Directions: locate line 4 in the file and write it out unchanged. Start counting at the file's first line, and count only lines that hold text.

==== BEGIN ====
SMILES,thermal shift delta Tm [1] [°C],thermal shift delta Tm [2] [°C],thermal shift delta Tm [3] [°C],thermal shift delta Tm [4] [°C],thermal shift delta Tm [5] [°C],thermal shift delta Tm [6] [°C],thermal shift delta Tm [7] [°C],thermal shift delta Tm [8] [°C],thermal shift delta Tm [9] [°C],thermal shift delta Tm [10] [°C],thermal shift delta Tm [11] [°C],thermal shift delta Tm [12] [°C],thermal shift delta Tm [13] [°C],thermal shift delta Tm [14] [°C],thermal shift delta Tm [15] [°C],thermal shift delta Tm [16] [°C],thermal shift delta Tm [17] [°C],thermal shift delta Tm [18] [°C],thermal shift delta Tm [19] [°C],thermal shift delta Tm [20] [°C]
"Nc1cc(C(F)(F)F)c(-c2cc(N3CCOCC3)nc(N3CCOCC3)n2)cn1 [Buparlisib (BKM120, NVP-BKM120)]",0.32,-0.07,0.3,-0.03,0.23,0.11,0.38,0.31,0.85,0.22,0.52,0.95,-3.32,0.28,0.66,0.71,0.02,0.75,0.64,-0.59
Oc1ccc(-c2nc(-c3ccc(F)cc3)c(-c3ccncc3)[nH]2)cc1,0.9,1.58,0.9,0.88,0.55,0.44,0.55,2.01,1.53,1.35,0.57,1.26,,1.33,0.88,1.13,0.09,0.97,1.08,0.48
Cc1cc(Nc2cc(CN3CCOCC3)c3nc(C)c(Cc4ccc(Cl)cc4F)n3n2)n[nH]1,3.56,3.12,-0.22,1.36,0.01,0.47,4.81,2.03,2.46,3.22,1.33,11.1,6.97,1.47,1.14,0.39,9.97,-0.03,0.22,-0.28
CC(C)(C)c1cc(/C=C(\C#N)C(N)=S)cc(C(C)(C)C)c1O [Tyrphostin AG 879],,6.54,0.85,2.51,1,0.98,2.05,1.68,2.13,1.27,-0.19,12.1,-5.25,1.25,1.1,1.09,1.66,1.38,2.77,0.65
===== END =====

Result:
Cc1cc(Nc2cc(CN3CCOCC3)c3nc(C)c(Cc4ccc(Cl)cc4F)n3n2)n[nH]1,3.56,3.12,-0.22,1.36,0.01,0.47,4.81,2.03,2.46,3.22,1.33,11.1,6.97,1.47,1.14,0.39,9.97,-0.03,0.22,-0.28